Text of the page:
Mental And Physical Fatigue: Why The Difference Matters
A couple of weeks ago on the blog, I talked about the great importance of self-care. Taking time for yourself is often overlooked and passed over in favour of something else that is deemed to be more “practical”, or something that is designed to get you further ahead. While having the drive to do those things is excellent, you will very quickly find yourself suffering from burnout. You won’t be able to think straight, you will be tired all the time, and even the work you are supposedly doing to better yourself falls behind because your brain isn’t as sharp as it used to be. I mentioned in this blog article that there are a number of things that you can choose from to unwind, and there is no wrong way to do it so long as you do actually unwind in the process. I do, however, want to talk about one thing in particular that often gets recommended as one of these methods: exercise.
Now, I can hear you groaning already and complaining about the fact that you’re way too tired to deal with this. There is way too much in your day-to-day that drains you to fit in another thing that will make you even more tired. Ironically enough, you may be getting more and more tired exactly because you aren’t tired enough.
Think about it this way: everyone tells you that you need to have a good balance between your diet and your exercise, because you should be burning the energy that you put into your body when you eat. Because we were originally designed to be in the wild fending for ourselves and gathering food, a sedentary lifestyle where everything is given to you, you don’t have to move, and you don’t have to burn calories will wreak havoc on your natural processes. Your body is designed to be active for some portion of the day, running away from predators or hunting down your food to eat. When that is no longer a necessity, your body has a whole lot of energy it isn’t using.
“So I why do I feel so tired?” I hear you asking. Mental fatigue is very different from physical fatigue. You can be constantly working and thinking about how you can achieve what you need to do, but for most of us, that involves sitting in front of a computer screen typing on a keyboard, not moving for hours on end. You feel exhausted not because you exerted yourself physically, but because you did so mentally.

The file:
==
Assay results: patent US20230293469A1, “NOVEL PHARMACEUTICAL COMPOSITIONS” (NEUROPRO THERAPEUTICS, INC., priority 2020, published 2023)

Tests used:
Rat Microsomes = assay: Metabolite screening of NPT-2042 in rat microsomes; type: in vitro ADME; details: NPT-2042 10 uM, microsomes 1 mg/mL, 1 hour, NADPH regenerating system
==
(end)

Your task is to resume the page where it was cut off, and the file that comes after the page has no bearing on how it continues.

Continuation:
I imagine that you have had those moments where you have had an extremely long week at work and you have exhausted yourself with meeting after meeting, report after report. You come home with a massive headache, eat your dinner, watch some television to unwind, and crash to go to bed. You “haven’t had time” to do anything physical, the most physical activity you did this week was walk to and from your car. Now you’re trying desperately to go to sleep to rest your brain, but you can’t fall asleep. You’re staring at the ceiling getting more and more frustrated, your leg bouncing with irritation that you seem to have so much energy despite feeling so tired. Well, guess what? You DO have energy. You have a full tank of physical energy keeping you awake, as you did nothing to expend that throughout the day, or even the week.
This is why even a little bit of exercise for even 15 minutes a day can make a world of difference. Although it’s not a lot, some physical activity is much better than none. With a depletion in both your mental and physical energy, you will find that you are sleeping MUCH easier than when you did nothing at all. Your body not only needs to recoup from your mental exertion, but your physical too. You are fully and completely tired, meaning deeper and more meaningful sleep. You will probably fall asleep much faster too, meaning more time to recharge!
The distinction between mental and physical exhaustion is highly important, and understanding how your body is reacting can mean the difference between constant fatigue and getting the proper sleep you need to keep going. Everyone has ten or fifteen minutes every day, find something active to do. Get your heart rate up, feel the burn in your muscles. Not only will you be healthier because of it, but you will just generally feel better too.
I had this revelation about a year ago when I started feeling all of these things. I was very mentally fatigued, but I couldn’t sleep. I would wake up tired despite getting 8 hours of sleep some nights, it simply didn’t make sense. Ever since I started jogging each morning, I haven’t had nearly the same issue. I integrated it into my routine, and I feel so much better because of it, and I guarantee that my work has also improved as a result.
Listen to your body and truly understand what it is telling you. It is trying to give you a sign, similar to how you faint when your blood sugar is too low. Know the difference between mental and physical fatigue and get back to your primal roots. It might give you a good understanding of what your body is trying to tell you.Follow: